General Question - Use class Syntax to Define a Constructor Function

General Question - Use class Syntax to Define a Constructor Function
0

#1

Tell us what’s happening:
Not a problem but a general question. Exercise URL is https://learn.freecodecamp.org/javascript-algorithms-and-data-structures/es6/use-class-syntax-to-define-a-constructor-function

Here is the code that passes

  "use strict";
  /* Alter code below this line */

   class Vegetable {
     constructor(name){
       this.name = name;
  
     }
   }

  /* Alter code above this line */
  return Vegetable;
}
const Vegetable = makeClass();
const carrot = new Vegetable('carrot');
console.log(carrot.name); // => should be 'carrot'

Seems like choices have been pre-determined as to what should be typed as solutions to these challenges.

My previous code for this challenge was this which didn’t past the tests.

  "use strict";
  /* Alter code below this line */

   class Vegetable {
     constructor(veg){
       this.name = veg;
  
     }
   }

  /* Alter code above this line */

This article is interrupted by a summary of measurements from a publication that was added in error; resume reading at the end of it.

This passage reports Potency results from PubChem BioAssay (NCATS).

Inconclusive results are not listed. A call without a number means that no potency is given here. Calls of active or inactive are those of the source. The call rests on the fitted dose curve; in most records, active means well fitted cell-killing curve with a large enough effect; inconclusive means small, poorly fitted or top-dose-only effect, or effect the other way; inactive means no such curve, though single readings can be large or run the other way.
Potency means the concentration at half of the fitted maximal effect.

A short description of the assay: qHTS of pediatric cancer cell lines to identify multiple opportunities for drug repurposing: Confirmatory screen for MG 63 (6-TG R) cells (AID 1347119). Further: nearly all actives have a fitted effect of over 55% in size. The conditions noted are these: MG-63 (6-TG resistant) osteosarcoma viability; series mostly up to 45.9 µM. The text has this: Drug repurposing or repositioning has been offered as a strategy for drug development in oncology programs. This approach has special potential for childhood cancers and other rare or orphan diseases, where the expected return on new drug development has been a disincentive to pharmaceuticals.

return Vegetable;
}
const Vegetable = makeClass();
const carrot = new Vegetable('carrot');
console.log(carrot.name); // => should be 'carrot'

Would this have worked in an environment outside of this coding environment? This makes it difficult at times having to code exactly the words in the code that have been pre-set as the solution and makes things more confusing.


#2

Your code passes for me when I try it. Keeping in mind your pastes dont have the top of the code, where the full bit is:

function makeClass() {
  "use strict";
  /* Alter code below this line */

   class Vegetable {
     constructor(veg){
       this.name = veg;
  
     }
   }

  /* Alter code above this line */
  return Vegetable;
}
const Vegetable = makeClass();
const carrot = new Vegetable('carrot');
console.log(carrot.name); // => should be 'carrot'

You can name your arguments anything you want as long as you remember to make them unique in the scope.


#3

Just a few seconds ago I tried it again and it worked. I must have forgotten something previously but both ways work now.

Thanks!